Swift logo

“Hello World using Xcode and Swift” is the first post about Swift where I’m starting to create a simple but real app. I wrote a couple of posts before as introduction to Swift:

Finally, it is time to use Xcode and practice. Here, you have the video to help you to understand visually what I’m doing and explain in this post. Please subscribe my YouTube channel!

The source code of this basic project is on GitHub.

Create a new Xcode project

So, it is time to become friends with Xcode. Then, go ahead and open it. At the time of writing, the Xcode version is the number 12. But make sure you are suing the latest official version of Xcode from the Mac App Store.

In the “Welcome to Xcode” screen, you can choose either get started with a playground which is a great way to explore the Swift language. The next option is creating a new Xcode project where you create an app for iPhone, iPad, Mac, Apple Watch or Apple TV.

Xcode Welcome Screen
Xcode Welcome Screen

Also, you can open or clone an existing project. I won’t cover those two options here but there are pretty straightforward.

What we have to do now is to create a new project. So, click on “Create a new Xcode project“. Where click on it, Xcode shows a new popup window that’s asks what kind of project do you want to make, whether iOS, watchOS, tvOS, macOS or Multiplatform.

  • iOS includes apps for the iPhone, iPad, iPod Touch
  • watchOS is for Apple Watch apps
  • tvOS is for Apple TV apps
  • macOS is for Mac apps on the desktop
  • Multiplatform is if you want to make an app that works across different platforms
Xcode - Choose a template for your new project - Hello World using Xcode and Swift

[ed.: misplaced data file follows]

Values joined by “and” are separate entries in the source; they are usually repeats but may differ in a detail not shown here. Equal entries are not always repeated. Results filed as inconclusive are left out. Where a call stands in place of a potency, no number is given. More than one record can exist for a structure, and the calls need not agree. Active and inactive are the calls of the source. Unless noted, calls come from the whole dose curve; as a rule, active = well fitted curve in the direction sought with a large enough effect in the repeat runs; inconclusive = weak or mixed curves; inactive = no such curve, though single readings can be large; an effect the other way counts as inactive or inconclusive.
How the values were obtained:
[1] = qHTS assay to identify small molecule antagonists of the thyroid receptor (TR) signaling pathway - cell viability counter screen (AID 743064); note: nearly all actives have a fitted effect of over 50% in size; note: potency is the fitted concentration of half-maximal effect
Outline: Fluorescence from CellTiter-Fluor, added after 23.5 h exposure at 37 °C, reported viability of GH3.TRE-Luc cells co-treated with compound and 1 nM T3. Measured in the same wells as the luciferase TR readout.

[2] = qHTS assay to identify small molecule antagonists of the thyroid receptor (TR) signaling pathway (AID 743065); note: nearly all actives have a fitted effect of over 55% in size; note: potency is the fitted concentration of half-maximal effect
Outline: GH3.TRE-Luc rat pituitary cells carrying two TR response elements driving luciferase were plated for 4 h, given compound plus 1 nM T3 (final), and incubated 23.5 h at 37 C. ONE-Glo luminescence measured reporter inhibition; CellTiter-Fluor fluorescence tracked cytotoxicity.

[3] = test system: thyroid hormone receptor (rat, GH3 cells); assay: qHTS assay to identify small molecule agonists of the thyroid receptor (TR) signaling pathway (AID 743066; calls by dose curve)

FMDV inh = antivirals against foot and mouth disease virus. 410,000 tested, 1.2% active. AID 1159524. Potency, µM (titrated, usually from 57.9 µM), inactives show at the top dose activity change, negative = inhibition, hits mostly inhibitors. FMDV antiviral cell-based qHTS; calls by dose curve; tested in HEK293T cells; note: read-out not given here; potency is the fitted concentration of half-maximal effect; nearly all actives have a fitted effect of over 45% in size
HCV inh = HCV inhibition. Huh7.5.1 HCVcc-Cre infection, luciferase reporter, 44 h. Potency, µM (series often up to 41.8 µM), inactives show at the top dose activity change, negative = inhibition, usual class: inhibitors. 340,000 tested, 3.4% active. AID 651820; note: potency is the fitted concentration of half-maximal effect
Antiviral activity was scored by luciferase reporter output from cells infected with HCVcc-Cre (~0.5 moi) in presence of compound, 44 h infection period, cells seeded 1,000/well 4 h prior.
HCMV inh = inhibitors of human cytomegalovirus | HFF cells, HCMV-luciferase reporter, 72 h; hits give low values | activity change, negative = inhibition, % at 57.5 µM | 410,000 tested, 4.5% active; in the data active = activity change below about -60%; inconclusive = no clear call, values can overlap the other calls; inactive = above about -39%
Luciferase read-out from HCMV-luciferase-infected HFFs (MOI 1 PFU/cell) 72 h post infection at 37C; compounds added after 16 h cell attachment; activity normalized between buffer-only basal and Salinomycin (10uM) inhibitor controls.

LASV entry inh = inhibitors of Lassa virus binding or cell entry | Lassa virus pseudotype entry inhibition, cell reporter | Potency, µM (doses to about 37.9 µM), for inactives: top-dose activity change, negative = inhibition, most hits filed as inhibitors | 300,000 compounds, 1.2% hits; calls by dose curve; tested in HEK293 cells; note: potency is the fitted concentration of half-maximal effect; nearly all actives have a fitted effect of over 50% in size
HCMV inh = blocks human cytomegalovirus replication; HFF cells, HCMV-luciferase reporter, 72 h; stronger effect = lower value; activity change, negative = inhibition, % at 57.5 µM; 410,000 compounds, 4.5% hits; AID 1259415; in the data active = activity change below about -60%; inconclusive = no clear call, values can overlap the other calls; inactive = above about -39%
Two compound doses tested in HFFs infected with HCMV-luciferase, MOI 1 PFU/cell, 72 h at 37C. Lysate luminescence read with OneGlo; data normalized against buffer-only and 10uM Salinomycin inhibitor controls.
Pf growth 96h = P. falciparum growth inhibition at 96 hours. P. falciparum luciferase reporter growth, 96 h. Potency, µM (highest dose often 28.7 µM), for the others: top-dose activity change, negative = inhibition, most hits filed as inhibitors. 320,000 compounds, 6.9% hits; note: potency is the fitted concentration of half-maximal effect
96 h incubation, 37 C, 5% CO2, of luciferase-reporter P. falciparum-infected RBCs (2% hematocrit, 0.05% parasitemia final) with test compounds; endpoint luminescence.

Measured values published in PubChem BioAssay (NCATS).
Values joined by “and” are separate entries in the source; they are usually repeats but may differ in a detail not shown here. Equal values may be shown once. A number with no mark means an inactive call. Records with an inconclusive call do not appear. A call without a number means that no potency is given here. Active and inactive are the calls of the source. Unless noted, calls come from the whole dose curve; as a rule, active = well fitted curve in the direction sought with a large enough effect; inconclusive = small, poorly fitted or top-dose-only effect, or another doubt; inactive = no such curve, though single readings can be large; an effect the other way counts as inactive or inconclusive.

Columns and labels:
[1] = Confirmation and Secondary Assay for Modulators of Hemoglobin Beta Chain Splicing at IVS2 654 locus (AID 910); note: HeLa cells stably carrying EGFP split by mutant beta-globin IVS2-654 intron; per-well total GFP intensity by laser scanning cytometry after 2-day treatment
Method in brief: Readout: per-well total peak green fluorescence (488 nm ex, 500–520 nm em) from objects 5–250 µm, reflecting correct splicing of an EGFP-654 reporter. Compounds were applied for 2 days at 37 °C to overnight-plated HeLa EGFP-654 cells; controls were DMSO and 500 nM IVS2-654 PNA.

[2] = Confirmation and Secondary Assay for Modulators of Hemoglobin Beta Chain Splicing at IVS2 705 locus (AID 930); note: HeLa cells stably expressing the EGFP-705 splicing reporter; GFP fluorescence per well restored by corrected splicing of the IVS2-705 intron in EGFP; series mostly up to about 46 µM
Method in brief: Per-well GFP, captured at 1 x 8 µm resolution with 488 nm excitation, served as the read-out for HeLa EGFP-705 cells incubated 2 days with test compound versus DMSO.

Xcode – Choose a template for your new project

So, for an iOS app, there are a lots of different templates that you can start to use. The templates help you to get started with some boilerplate code. For the purpose of the first simple example “Hello World using Xcode and Swift”, we want to use App option. So, App template is a blank starting point for almost every app.

Now, we have to make some choices with the settings:

  • Product Name: it is the name of your project. In this case HelloWorld
  • Team: you can select None but later Xcode will give you an error. You have to set up at least an developer account to build your project and run it in a simulator or in your machine
  • Organization Identifier: the purpose of it is to identify in a unique way an app. Normally, people put the reverse of the website they own. For example, my website is puresourcecode.com and the Organisation Identifier is com.puresourcecode. If you don’t have a website, you can put a random one like for example com.lastname.firstname
  • Interface: select Storyboard
  • Life Cycle: select UIKit App Delegate
  • Language: select Swift
  • Use Core Data and Include Tests leave all boxes unchecked